New Treatment "Reverses" Alzheimer’s Disease


Ben Taub

Freelance Writer

clockJun 22 2016, 19:24 UTC
The treatment, called MEND, has produced some remarkable results. oneinchpunch/Shutterstock

Ten patients suffering from various degrees of age-related cognitive decline have seemingly had their lives transformed after receiving a new form of highly personalized treatment. Describing their research in the journal Aging, the study authors claim that, thanks to their new approach, “patients who had had to discontinue work [due to their condition] were able to return to work, and those struggling at work were able to improve their performance.”


Dubbed metabolic enhancement for neurodegeneration (MEND), the treatment involves a 36-point program that includes medication, dietary changes, vitamin supplements, brain stimulation and exercise, among several other things. In a statement, lead researcher Dale Bredesen described the improvements experienced by the 10 participants as “unprecedented,” adding that “follow up testing showed some of the patients going from abnormal to normal.”

Though the number of participants in this study is small, results are significant given that all but one of these patients carried at least one copy of a certain form of a gene – or allele – called APOE4, which is involved in around 65 percent of all Alzheimer’s cases. Five of the patients carried two copies of this allele, placing them at an extremely high genetic risk of developing the condition.

At present, most doctors do not evaluate patients for APOE4, since many consider it unhelpful for patients to be made aware of their genetic likelihood of suffering from Alzheimer’s because there is nothing that can be done to treat it. However, Bredesen says that “we’re entering a new era” in which evaluating for APOE4 early may prove crucial in enabling patients to avoid suffering from Alzheimer’s.

The 10 patients that took part in the study had previously been diagnosed with either Alzheimer’s or one of its precursors, such as mild cognitive impairment or subjective cognitive impairment. However, after receiving the treatment, many of them no longer met the criteria for their previous diagnoses.


For instance, one man in his mid-60s was found to have suffered from severe shrinking of a part of the brain called the hippocampus, to the point where his hippocampal volume was measured at the 17th percentile for his age group. After 10 months of treatment, however, MRI scans showed that his hippocampal volume had increased to the 75th percentile, coinciding with a major improvement in his cognitive capacities.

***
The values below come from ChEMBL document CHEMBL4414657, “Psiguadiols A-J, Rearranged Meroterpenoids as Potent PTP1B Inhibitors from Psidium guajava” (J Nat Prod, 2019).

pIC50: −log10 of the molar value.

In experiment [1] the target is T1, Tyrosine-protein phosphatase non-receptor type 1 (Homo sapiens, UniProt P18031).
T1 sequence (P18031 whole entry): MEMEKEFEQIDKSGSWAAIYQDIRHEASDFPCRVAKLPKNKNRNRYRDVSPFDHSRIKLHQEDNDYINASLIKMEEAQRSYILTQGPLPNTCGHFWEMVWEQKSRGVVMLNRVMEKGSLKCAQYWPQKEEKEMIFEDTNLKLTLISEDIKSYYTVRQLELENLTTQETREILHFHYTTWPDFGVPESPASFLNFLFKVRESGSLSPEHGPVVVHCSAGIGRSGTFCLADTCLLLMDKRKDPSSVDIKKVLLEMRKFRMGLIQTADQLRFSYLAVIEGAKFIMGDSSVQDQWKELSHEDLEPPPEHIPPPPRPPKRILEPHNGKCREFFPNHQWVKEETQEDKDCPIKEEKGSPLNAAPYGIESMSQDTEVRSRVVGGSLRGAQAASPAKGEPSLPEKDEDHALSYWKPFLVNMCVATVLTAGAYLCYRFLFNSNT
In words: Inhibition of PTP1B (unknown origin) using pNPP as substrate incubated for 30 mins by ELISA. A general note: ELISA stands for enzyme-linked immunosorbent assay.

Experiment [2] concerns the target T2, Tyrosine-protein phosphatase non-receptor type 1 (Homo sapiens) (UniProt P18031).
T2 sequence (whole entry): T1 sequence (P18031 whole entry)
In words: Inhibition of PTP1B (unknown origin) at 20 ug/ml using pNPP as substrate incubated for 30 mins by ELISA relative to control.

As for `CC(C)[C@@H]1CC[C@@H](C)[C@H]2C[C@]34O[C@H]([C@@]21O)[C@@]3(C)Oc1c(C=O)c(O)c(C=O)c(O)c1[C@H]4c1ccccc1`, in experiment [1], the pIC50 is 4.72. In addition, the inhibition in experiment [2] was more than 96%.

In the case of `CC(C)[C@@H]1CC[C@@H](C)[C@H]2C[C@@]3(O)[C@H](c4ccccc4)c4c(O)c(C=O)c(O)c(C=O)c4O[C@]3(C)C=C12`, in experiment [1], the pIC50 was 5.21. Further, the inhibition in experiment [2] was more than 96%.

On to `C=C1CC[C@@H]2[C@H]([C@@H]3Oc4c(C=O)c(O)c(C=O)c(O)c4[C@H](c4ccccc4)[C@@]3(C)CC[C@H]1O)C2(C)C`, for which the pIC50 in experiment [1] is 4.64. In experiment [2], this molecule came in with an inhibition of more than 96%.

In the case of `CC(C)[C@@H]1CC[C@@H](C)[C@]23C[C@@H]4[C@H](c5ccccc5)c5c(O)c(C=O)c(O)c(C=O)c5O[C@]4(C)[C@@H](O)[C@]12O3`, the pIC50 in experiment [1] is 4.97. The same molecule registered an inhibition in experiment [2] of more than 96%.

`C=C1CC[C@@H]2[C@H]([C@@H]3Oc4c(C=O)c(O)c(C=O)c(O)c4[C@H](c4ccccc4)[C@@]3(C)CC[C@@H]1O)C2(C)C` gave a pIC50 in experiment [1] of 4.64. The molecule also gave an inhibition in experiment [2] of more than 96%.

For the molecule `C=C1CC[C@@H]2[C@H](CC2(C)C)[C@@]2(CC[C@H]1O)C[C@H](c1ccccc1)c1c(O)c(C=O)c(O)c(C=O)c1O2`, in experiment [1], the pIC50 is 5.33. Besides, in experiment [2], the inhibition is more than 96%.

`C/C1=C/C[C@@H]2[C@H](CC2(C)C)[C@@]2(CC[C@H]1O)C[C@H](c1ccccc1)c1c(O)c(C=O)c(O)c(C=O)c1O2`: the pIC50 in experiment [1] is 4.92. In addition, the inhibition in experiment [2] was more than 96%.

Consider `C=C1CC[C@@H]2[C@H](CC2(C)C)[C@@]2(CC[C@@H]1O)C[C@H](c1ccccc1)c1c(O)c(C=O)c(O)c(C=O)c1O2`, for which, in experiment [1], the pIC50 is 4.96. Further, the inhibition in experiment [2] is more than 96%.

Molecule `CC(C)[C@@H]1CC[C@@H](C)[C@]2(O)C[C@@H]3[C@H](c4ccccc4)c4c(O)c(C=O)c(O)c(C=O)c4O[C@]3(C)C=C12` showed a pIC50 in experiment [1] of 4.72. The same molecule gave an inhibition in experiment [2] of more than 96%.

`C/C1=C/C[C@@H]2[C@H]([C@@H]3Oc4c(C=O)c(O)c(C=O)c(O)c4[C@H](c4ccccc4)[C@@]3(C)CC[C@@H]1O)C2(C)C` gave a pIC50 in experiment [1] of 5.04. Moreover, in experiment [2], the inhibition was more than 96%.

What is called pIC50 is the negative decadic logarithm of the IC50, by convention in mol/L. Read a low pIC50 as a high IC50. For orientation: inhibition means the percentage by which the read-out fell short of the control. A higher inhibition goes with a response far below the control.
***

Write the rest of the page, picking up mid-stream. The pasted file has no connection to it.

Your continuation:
Image: MRI scans of the brains of Alzheimer's patients often reveal reduced volume in certain brain regions. Daisy Daisy/Shutterstock

Another man in his late 60s, whose long-term memory was at the third percentile for his age, was on the verge of closing down his business at the start of the study as he could no longer function sufficiently. However, after six months of treatment, he was able to memorize his work schedule and recognize the faces of co-workers, while at the 22-month mark his long-term recall had improved to the 84th percentile. As a result, he did not shut down his business.


Explaining why MEND seems to have succeeded where countless other Alzheimer’s treatments have failed, Bredesen said: “Imagine having a roof with 36 holes in it, and your drug patched one hole very well – the drug may have worked, a single 'hole' may have been fixed, but you still have 35 other leaks, and so the underlying process may not be affected much.”


Previous attempts to reverse the symotoms of Alzheimer's have been largely unsuccessful. Lighthunter/Shutterstock

  • memory,

  • hippocampus,

  • Alzheimer's,

  • cognitive impairment